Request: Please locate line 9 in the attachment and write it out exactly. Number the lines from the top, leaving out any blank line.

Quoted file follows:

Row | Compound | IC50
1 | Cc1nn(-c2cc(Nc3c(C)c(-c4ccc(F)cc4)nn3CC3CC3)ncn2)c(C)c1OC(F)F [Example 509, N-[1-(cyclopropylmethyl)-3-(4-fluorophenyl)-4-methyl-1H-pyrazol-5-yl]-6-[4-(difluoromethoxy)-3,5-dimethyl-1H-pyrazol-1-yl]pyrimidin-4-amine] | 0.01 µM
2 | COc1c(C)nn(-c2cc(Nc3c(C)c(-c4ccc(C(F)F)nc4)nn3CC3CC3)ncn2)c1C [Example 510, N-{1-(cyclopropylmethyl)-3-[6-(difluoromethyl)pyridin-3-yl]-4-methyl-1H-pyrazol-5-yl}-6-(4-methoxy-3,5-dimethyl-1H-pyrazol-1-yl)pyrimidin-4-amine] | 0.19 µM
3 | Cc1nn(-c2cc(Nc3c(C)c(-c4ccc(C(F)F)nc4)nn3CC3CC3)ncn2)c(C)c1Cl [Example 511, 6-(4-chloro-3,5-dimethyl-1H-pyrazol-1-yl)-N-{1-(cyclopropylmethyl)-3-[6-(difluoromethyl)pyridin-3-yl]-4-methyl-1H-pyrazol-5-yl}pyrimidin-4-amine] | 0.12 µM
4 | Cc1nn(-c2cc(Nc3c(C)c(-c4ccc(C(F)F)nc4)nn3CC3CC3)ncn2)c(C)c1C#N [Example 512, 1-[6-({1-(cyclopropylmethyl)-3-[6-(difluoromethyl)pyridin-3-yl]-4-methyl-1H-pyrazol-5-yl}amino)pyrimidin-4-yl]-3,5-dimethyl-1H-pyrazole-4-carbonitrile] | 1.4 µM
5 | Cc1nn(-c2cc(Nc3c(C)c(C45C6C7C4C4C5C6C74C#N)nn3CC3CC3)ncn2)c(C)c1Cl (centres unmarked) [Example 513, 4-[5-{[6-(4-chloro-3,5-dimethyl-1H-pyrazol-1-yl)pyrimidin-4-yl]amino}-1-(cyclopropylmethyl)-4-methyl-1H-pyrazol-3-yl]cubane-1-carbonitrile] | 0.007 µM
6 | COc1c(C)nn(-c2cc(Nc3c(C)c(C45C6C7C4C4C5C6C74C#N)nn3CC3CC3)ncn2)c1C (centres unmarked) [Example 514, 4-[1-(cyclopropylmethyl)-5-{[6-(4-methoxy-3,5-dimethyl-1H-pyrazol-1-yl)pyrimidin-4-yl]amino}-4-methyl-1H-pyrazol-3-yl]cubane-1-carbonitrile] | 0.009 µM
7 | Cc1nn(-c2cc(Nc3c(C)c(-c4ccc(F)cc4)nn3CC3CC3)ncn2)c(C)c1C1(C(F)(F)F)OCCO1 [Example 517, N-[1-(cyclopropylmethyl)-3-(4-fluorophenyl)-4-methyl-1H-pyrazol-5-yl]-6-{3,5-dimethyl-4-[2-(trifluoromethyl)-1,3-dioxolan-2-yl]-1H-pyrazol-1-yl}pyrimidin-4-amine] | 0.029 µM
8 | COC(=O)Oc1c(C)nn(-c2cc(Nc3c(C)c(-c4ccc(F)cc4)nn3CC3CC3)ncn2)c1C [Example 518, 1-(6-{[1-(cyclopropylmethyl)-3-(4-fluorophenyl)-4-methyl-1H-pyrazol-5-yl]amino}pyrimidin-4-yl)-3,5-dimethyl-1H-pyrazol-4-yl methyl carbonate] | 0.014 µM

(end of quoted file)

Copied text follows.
8 | COC(=O)Oc1c(C)nn(-c2cc(Nc3c(C)c(-c4ccc(F)cc4)nn3CC3CC3)ncn2)c1C [Example 518, 1-(6-{[1-(cyclopropylmethyl)-3-(4-fluorophenyl)-4-methyl-1H-pyrazol-5-yl]amino}pyrimidin-4-yl)-3,5-dimethyl-1H-pyrazol-4-yl methyl carbonate] | 0.014 µM